Nigeria: Fire hits Royal Dutch Shell oil pipeline, Italian firm Eni fixes production problem
LAGOS, Nigeria – LAGOS, Nigeria (AP) — Royal Dutch Shell PLC said Thursday that a fire struck one of its major crude oil pipelines running through Nigeria's southern delta, cutting into production.
Meanwhile, Italian oil company Eni SpA said Thursday it had resumed daily production of 12,000 barrels of oil at one of its facilities in Nigeria's restive Niger Delta.
Shell is investigating what caused the fire on its Trans Niger pipeline, company spokesman Tony Okonedo said. Okonedo declined to say how badly the fire affected production.
"Teams have been mobilized to address the fire and the spill," the spokesman said.
The pipeline runs through the eastern part of the Niger Delta, a maze of creeks and swamps running through 20,000 square miles (nearly 52,00 square. kilometers) of southern Nigeria. The part of the pipeline affected sits in Ogoniland, an area Shell withdrew from in 1993 while it was under attack from activists who were sabotaging the oil wells and beating Shell staffers to get them to leave the region.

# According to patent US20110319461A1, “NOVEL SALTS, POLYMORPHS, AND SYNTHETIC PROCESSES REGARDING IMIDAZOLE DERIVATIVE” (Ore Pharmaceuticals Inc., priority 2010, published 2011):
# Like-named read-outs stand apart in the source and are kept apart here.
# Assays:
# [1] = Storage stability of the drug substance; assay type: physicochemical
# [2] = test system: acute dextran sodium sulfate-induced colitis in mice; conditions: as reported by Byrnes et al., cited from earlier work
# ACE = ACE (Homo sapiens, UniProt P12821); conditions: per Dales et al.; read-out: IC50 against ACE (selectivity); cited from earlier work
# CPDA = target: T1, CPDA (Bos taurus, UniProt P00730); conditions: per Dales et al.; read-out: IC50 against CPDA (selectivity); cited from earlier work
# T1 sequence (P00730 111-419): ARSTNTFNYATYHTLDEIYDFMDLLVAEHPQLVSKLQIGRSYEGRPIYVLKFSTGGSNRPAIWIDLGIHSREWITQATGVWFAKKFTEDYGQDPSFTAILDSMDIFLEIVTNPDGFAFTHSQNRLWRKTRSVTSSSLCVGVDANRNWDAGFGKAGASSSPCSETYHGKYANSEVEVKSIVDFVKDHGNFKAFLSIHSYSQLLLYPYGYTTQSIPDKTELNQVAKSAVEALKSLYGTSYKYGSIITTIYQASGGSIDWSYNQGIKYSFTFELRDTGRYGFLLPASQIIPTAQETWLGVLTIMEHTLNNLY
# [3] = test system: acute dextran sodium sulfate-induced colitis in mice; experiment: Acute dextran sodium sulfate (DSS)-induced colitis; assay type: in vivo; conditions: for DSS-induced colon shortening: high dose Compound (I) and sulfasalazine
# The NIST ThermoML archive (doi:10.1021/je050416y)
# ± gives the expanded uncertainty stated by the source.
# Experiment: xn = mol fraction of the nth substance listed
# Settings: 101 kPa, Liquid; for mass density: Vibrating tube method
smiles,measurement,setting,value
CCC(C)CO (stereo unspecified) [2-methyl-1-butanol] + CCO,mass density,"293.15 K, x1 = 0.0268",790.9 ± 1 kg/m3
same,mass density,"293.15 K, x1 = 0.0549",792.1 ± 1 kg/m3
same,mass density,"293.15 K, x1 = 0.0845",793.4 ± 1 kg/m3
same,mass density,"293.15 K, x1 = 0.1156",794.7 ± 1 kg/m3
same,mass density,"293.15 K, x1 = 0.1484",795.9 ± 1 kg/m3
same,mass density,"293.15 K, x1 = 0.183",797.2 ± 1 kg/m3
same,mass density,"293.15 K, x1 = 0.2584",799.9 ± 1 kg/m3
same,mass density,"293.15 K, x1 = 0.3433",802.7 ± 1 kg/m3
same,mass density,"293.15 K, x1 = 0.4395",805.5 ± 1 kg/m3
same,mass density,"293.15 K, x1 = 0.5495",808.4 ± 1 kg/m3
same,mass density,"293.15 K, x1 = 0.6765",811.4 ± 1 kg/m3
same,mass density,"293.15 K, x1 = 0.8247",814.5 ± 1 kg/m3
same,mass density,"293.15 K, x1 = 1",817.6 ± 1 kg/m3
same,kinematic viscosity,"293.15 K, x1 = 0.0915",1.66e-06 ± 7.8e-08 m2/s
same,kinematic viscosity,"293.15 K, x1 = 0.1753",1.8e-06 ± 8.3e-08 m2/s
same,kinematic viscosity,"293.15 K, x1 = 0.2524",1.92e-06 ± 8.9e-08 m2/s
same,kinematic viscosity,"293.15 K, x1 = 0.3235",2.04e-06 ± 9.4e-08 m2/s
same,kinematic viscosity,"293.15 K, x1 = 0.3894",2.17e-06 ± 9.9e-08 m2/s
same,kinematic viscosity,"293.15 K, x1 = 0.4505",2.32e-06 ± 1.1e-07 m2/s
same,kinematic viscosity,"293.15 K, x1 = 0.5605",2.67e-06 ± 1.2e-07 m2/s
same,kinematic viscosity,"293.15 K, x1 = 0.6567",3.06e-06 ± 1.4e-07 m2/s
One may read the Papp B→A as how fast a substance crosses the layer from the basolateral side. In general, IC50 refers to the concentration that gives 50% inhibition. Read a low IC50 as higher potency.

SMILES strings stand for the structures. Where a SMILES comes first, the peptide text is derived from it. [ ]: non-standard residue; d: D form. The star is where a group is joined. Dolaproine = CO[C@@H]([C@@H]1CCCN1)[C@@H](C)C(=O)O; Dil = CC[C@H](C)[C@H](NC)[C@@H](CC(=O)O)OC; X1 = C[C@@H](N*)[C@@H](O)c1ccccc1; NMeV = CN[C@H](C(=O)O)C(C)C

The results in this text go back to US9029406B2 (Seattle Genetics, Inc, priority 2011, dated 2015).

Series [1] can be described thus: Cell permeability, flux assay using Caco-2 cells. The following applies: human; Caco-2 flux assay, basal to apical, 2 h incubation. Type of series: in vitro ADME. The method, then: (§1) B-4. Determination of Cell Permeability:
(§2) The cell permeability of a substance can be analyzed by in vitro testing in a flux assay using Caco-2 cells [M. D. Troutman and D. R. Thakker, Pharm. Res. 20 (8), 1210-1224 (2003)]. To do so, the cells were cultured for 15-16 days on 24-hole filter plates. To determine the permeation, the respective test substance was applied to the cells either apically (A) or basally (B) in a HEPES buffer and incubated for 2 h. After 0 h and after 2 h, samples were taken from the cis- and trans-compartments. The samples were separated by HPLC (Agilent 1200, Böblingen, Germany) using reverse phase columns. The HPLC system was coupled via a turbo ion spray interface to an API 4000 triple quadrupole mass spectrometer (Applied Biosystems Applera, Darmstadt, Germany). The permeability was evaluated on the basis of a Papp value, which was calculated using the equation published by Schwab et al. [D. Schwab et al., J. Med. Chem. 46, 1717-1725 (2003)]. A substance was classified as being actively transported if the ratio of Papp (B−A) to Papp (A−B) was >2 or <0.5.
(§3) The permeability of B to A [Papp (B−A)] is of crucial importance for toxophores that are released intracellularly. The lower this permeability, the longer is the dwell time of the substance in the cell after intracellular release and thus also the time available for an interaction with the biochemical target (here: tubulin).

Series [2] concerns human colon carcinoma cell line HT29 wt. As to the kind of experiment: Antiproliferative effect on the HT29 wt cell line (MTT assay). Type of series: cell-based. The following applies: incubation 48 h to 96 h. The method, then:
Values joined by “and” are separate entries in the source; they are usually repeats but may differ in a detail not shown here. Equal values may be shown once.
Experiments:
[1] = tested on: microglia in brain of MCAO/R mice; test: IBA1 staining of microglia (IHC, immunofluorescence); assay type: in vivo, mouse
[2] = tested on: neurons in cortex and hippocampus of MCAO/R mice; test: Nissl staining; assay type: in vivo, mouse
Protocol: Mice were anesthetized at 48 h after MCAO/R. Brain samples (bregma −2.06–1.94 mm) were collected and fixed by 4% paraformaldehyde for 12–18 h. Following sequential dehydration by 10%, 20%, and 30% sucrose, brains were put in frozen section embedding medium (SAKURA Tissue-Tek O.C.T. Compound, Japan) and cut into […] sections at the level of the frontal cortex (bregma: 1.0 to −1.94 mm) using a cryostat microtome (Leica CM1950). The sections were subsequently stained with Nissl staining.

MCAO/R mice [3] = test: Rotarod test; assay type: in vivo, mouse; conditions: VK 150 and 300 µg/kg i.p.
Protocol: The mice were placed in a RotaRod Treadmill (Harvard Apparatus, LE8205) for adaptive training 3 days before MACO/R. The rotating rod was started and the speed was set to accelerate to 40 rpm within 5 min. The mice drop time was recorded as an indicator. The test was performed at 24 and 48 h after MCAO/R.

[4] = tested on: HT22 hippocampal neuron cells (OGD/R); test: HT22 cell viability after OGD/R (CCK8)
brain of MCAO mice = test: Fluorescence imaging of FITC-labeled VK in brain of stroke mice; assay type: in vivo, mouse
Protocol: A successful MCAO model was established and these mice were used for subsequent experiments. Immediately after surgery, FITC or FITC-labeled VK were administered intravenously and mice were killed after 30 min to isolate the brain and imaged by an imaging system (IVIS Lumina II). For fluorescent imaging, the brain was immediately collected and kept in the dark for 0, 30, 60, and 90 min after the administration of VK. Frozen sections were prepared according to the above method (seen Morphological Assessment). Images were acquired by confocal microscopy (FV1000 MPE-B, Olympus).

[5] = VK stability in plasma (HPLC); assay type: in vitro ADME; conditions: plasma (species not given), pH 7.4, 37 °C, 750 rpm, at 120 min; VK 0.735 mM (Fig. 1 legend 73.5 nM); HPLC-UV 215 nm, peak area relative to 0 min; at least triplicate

Shell's Nigerian subsidiary faces regular attacks by militants who have targeted pipelines, kidnapped petroleum company workers and fought government troops since 2006. Shell's chief executive officer has even hinted that the company can no longer depend on Nigeria as a profit-maker, despite its 50-year history in the country.
Such production disruptions in Nigeria have affected global oil prices in the past. Nigeria was the No. 4 oil exporter to the U.S. in February, sending about 896,000 barrels of crude a day to the U.S., outstripping even Saudi Arabia.
Meanwhile, an Eni spokesman told The Associated Press on Thursday that the company had resumed production Wednesday at its subsidiary's Brass River oil operation after declaring an end to a force majeure — a disruption ordered when an oil producer cannot meet promised supply.
The spokesperson did not say what prompted Wednesday's action. The facility is in an area often beset by militant attacks. The spokesperson spoke on condition of anonymity in line with company policy.
The company most recently declared a force majeure at the facility in late April but did not give details.
Powell reported from Johannesburg.